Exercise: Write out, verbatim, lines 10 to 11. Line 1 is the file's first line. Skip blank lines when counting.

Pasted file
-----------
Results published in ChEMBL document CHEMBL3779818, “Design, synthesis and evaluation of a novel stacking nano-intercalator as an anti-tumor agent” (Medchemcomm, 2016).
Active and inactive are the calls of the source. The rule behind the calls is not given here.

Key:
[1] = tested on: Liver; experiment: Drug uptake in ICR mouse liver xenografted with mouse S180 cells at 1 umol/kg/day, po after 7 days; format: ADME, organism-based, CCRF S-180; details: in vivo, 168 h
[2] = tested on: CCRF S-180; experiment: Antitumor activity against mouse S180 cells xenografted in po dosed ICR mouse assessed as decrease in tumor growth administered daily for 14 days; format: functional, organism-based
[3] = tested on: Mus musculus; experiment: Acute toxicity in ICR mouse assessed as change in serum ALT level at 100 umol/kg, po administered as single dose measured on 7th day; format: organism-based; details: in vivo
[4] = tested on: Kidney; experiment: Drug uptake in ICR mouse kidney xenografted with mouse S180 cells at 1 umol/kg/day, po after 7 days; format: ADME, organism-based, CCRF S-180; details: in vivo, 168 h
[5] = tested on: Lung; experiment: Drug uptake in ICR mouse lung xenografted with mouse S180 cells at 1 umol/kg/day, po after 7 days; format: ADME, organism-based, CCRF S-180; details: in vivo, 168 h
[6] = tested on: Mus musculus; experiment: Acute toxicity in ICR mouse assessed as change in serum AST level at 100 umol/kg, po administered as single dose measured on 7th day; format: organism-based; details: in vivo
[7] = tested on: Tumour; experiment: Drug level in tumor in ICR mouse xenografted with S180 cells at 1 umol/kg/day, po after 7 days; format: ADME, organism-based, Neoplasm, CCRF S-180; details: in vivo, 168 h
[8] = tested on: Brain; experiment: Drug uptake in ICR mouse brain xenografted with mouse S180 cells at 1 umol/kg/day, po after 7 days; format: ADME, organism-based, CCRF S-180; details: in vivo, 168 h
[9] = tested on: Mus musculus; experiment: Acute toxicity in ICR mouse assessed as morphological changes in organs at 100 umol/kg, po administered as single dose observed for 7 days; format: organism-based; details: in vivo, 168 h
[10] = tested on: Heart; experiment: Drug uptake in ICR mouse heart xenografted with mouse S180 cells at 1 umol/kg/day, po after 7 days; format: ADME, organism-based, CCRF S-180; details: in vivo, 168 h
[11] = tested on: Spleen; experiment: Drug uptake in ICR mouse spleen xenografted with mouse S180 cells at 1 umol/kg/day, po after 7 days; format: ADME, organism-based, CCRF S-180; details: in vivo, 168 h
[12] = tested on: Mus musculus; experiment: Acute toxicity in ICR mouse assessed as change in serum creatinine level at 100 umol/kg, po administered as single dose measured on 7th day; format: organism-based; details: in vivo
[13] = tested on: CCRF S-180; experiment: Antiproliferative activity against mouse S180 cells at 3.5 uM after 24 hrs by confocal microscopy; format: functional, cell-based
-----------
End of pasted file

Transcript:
[7] = tested on: Tumour; experiment: Drug level in tumor in ICR mouse xenografted with S180 cells at 1 umol/kg/day, po after 7 days; format: ADME, organism-based, Neoplasm, CCRF S-180; details: in vivo, 168 h
[8] = tested on: Brain; experiment: Drug uptake in ICR mouse brain xenografted with mouse S180 cells at 1 umol/kg/day, po after 7 days; format: ADME, organism-based, CCRF S-180; details: in vivo, 168 h